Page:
That's Bill on the left and Mike on the right.

Another picture from the National High School Championship last year. Bill Hall is the Executive Director of the US Chess Federation. Mike Mulford was a friend of mine back in the 1970's. We played a match in his college dorm room in Seattle. He hired me for my first accounting job in 1983.

Mulford goes by the handle "Mulfish" in his internet chess postings. This picture was taken just after an impromptu meeting with us and Hal Bogner. Bill and Hal led Mike and me through the whole FSS/Mottershead Report scandal, how it first came to their attention and what they did. They were very nice and informative. They answered my questions as best as they were able to do, given the legal constraints that they were under.

Saturday, February 7, 2009

Hal Bogner and Me

That's Hal on the left and myself on the right.

In the next few days I shall post some pictures from last year's National High School Championship. I was new to the digital camera game and I had thought that I had lost my pictures. I did find a few. Also, because I was a newbie, the date and time stamp are not reliable. I think it was on the 16th not the 14th that the picture was taken.

Hal Bogner has been active in chess for all his adult life. He was in on the ground floor of the Chessmaster computer playing program, ChessBase, the database program, General Manager of the Internet Chess Club, and currently a partner in The Chess Magnet School. We spent a great deal of time together. While we're in opposite camps as far as USCF politics goes, I don't see why he's such a bad guy.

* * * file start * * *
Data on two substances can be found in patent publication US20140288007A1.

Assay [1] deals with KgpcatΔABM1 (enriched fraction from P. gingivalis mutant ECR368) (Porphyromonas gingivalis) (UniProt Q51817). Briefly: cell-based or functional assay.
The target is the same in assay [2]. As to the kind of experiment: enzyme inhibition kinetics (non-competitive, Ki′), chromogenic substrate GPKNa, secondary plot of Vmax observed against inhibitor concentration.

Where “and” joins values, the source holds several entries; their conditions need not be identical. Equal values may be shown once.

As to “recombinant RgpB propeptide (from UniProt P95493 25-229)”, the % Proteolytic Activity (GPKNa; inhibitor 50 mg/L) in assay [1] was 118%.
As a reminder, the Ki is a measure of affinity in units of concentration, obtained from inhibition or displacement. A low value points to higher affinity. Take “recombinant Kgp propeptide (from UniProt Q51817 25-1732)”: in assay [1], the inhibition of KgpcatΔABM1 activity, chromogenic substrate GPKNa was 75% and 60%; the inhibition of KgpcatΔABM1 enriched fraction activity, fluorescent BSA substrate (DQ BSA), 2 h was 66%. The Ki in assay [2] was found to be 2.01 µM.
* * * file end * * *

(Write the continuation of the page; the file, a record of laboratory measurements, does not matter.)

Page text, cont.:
I recommend his Chess Magnet School. Tell him Jack sent you!

Friday, February 6, 2009

The Great Ages of History

How to classify the historical eras in a way that makes sense? Of course, there's the big 3: Ancient, Modern, and The Middle Ages but as I try to keep historical cultures straight in my poor little brain, more detail is needed. My trouble is that as I look to how other historians classify historical eras, their nomenclature does not make sense. - What is archaic about the "Archaic Era" anyway? As for the "Age of Enlightenment", well.

What precipitated this essay was prehistory. How to make sense of it all? One is overwhelmed by the sheer mass of time and the evolution of both life and the planet. Scientists classify time into epochs, eras, and ages but these classifications confuse more than help. They seem to describe geology rather than help comprehend the significant attributes of the period.